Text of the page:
I keep an eye on the comings and goings of visitors to this website throughout the week and one thing is certain – Matthew Moore is popular by people who end up on this blog via a search engine result for “Matt Moore Rays.” Moore gets more references than any other player in recent weeks in the search terms so he definitely deserves the attention.
Moore has been covered many times here over the past year or so and you can click here to see a full list of his appearances in posts. His most popular post is the one where he gave a video interview to the Port Charlotte Stone Crabs staff about what he throws.
The Rays have a very special prospect on their hands in Moore who was ranked as one of the 16 best prospects in all of the minor leagues by Baseball America, ESPN’s Keith Law, and Baseball Prospectus’ Kevin Goldstein and is widely considered to be one the three best left-handed pitching prospects in all of baseball. Last season, Moore pitched 144.2 innings in the Florida State League and went just 6-11 despite a 3.36 ERA and striking out 208 batters. His 12.9 strikeouts per nine innings was the best total of any starting pitcher that has pitched at least 100 innings in a single season in Florida State League history dating back to 1989.
Note that only three of the first 19 pitchers on this list have gone on to be even slight contributors at the major league level in Cliff Lee, Kerry Wood, and Doug Davis. Also note the Rays were in this same situation in 2007 as Jacob McGee tore through the FSL striking out 145 while walking just 39 in 116.2 innings. Unfortunately for the Rays and McGee, he tore his ulnar collateral ligament in his elbow the next season which slowed his path to the major leagues that was stride for stride with Wade Davis when the injury happened. For his sake and for our sake, let’s hope Moore avoids what McGee went through and most certainly avoids what Brien Taylor went through. I had the pleasure of seeing Taylor pitch that year and watching he, Justin Verlander, and Carlos Marmol pitch in Florida State League games in my lifetime were memorable experiences. When you sat down and watched those three pitch, it was easy to see they had major league futures and scouts believe Moore could be a front of the rotation pitcher with this stuff if he reaches his talent ceiling.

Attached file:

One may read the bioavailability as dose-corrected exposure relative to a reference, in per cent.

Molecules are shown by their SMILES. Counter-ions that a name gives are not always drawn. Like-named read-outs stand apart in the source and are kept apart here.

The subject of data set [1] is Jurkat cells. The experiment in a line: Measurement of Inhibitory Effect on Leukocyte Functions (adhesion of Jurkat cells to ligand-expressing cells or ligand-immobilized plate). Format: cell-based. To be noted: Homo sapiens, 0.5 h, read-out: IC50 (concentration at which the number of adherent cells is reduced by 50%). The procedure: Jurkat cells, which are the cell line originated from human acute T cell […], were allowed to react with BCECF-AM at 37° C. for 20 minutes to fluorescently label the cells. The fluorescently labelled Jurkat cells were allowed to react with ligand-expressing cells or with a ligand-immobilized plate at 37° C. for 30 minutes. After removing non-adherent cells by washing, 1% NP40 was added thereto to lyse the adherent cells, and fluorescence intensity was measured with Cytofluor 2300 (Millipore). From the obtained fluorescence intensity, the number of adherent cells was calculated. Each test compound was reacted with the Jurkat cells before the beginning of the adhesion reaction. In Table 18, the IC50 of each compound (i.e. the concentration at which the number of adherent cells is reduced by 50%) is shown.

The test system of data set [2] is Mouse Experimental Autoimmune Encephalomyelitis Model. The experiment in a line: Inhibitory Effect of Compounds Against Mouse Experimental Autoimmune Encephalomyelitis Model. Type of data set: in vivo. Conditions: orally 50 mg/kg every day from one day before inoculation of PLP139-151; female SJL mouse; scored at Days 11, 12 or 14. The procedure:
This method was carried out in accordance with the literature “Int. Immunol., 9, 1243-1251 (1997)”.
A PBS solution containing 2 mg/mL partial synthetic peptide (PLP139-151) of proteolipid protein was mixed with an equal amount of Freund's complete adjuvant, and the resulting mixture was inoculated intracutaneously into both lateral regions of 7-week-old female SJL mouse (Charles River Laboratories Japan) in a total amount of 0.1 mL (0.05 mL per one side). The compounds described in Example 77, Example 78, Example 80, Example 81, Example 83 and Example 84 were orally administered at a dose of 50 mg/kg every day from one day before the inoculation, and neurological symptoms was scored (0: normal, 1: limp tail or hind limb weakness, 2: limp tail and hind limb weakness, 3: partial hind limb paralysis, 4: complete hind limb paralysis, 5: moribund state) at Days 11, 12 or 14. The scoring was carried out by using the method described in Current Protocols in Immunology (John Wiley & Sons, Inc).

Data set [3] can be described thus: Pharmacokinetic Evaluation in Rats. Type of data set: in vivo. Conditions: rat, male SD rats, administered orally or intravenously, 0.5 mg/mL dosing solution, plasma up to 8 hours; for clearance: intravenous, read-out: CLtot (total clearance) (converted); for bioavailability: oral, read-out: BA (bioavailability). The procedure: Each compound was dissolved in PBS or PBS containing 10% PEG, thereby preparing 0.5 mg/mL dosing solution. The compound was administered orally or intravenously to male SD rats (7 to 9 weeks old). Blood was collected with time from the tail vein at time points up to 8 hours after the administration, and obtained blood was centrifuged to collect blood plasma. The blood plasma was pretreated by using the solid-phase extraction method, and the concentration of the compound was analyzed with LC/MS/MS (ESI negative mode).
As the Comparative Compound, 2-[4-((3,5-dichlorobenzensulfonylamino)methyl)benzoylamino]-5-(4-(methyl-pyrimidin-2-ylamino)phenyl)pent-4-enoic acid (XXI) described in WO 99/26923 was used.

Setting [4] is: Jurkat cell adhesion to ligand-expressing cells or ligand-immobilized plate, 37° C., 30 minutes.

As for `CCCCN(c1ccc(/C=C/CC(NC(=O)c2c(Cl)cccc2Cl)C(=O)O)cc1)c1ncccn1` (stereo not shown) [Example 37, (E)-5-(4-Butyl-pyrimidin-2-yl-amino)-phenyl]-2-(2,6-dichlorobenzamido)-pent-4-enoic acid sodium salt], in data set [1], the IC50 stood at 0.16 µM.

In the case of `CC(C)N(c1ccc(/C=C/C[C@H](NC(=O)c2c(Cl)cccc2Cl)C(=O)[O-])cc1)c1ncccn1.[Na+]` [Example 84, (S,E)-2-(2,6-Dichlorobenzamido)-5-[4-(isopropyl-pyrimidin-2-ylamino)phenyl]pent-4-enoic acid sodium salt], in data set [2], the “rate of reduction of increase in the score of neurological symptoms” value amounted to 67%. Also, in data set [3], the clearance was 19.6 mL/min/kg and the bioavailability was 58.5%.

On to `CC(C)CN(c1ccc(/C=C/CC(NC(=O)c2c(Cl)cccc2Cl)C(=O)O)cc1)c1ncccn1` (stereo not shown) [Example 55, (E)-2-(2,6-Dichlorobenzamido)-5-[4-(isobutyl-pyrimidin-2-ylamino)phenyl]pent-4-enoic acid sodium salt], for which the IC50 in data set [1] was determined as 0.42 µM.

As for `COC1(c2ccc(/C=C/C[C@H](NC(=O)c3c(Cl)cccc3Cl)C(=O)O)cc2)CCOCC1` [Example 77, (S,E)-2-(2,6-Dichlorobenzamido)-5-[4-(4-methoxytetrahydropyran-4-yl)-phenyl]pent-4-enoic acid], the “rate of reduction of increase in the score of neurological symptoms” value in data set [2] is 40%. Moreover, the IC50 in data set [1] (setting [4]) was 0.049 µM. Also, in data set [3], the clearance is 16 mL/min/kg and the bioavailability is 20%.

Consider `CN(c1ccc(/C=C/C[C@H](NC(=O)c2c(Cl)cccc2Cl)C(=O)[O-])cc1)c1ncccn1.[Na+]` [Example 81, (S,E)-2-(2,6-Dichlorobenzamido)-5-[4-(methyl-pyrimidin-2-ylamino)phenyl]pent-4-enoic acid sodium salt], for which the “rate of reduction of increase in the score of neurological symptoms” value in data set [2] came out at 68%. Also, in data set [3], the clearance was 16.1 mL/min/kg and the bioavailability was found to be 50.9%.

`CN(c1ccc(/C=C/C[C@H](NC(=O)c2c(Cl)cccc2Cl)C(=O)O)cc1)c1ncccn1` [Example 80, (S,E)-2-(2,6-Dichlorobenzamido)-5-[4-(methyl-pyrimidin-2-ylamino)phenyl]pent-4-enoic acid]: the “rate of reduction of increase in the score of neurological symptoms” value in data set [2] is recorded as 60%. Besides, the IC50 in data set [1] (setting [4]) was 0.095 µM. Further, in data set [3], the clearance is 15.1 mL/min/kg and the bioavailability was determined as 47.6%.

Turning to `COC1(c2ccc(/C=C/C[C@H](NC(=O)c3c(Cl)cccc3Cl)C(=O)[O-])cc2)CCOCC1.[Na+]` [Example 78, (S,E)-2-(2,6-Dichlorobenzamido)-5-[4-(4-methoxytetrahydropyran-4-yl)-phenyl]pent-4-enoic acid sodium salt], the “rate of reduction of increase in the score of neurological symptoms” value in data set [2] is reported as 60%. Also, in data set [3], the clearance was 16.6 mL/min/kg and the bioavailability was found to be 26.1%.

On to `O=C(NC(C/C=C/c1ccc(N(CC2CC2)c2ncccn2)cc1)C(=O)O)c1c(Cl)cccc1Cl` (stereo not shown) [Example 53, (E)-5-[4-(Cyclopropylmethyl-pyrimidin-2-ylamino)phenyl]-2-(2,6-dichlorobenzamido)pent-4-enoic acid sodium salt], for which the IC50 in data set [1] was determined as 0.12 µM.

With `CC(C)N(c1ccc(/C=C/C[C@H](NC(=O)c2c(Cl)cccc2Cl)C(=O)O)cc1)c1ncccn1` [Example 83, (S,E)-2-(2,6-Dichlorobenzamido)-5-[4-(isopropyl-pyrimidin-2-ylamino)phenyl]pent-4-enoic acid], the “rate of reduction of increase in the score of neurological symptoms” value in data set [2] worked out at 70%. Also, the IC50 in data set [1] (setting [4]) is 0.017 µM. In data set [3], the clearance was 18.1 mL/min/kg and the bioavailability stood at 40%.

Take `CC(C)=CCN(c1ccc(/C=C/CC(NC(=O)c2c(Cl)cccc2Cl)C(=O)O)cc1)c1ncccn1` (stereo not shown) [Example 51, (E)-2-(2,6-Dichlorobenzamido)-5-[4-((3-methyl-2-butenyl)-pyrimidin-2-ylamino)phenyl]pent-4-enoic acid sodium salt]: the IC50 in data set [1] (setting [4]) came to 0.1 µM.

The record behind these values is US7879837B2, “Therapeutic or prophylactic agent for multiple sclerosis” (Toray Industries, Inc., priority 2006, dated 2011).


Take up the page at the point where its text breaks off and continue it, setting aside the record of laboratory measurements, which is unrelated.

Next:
The knocks on Moore at this stage in his career are becoming more polished and avoiding slow starts as he tends to be wild in April and May before getting into a groove and shutting down hitters for the final three months of the minor league season. The Rays are quite deliberate with their pitching promotions as fans have witnessed watching David Price, Jeff Niemann, Wade Davis, and most recently Jeremy Hellickson ascend to the big leagues. James Shields is under team control for the next two seasons and in an ideal world, he pitches well enough in 2011 to justify exercising that 2012 option and then allows Moore to compete for a job in the spring of 2013.